Start a day ahead to brine the turkey.
For me, Christmas means time with family and friends - and roast
turkey for the big feast. Growing up, we always had roast turkey
for the holidays and it has become not only a ritual but also a
tried and true way to quickly get everyone around the table to
celebrate. It wouldn't be Christmas without it.
I've tried cooking turkey every way possible, but roasting has always been my preferred method. Judging the cooking time and temperature is always the key - alongside brining - to a succulent bird. I discovered that whether you're cooking the whole turkey or just roasting the crown, roasting low and slow after an initial blast of heat gives the ultimate results.
It's a challenge to keep a roast turkey - and a roast chicken, for that matter - moist because of their natural water content.
A great way to help keep the moisture is by brining, which not only keeps the flesh juicy but also helps to tenderise it. The salt in the brine alters the proteins in such a way that moisture is retained and you end up with a juicier turkey on the dinner table. You definitely shouldn't skip brining.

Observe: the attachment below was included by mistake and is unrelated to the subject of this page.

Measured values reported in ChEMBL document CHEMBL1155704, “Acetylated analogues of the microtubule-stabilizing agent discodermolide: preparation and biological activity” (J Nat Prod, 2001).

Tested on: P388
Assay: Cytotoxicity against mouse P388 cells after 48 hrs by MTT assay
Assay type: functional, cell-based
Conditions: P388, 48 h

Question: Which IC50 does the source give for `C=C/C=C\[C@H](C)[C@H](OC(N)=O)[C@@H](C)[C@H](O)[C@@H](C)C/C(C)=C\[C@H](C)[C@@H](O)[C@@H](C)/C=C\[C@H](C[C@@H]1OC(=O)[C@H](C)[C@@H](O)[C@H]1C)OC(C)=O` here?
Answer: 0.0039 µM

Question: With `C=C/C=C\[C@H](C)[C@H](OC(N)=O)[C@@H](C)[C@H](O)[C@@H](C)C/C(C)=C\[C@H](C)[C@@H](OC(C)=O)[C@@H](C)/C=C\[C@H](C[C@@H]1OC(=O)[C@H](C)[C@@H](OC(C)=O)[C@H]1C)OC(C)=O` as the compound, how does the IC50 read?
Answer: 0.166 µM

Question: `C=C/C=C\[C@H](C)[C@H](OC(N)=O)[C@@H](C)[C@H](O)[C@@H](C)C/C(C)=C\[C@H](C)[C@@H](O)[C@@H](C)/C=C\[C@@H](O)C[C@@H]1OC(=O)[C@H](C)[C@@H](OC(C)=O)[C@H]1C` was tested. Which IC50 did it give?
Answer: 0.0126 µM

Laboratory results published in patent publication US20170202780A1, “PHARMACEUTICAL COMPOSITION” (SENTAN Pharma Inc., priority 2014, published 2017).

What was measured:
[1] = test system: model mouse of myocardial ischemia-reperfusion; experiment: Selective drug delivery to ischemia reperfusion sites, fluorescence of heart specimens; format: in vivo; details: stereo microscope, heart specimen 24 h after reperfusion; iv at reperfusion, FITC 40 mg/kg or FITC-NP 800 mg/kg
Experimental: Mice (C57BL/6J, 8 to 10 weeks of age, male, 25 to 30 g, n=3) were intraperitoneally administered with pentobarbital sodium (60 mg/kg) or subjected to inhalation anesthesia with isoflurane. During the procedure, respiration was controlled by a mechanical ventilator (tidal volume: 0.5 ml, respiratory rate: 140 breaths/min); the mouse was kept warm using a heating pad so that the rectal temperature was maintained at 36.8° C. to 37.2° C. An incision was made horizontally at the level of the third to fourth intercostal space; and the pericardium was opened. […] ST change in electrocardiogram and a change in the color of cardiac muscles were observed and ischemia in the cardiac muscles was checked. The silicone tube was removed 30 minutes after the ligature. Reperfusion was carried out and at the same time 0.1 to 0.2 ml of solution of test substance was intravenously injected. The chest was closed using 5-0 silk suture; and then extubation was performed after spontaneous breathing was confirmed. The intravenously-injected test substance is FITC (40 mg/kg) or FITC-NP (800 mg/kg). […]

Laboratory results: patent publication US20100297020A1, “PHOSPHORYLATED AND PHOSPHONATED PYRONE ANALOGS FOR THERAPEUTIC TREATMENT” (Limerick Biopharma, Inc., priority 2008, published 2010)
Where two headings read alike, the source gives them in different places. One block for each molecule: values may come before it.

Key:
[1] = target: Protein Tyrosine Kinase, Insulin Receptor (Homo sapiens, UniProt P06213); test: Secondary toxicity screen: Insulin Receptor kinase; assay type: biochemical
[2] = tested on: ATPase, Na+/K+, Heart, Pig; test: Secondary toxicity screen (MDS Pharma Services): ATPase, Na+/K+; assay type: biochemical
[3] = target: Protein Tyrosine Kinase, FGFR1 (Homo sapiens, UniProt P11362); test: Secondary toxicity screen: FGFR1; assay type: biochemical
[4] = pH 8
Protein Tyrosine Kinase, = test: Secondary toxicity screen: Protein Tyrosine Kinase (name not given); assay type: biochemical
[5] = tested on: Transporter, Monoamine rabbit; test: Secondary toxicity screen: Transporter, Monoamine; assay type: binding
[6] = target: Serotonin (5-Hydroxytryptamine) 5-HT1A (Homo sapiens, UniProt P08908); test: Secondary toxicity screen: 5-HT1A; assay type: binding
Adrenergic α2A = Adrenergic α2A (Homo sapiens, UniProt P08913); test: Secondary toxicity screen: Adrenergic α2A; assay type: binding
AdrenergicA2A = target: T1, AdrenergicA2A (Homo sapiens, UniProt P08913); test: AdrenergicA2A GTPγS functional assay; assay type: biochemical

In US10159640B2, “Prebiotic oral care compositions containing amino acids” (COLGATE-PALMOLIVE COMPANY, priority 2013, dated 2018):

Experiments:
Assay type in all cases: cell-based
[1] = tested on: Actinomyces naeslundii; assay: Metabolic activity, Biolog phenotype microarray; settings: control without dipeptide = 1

Cooking a turkey is a balancing act. Different parts of the bird have different ratios of muscle tissue and connective tissue and therefore cook best at different temperatures and cooking times. To tell when your turkey is done, pierce the leg with a knife and if the juices run clear, you're there. Of course, I would strongly advocate the use of an accurate thermometer. Overcooking turkey can result in a dry tasteless bird. I always use a probe for precision. When the turkey has reached an internal temperature of 70C, you know the bird is ready.
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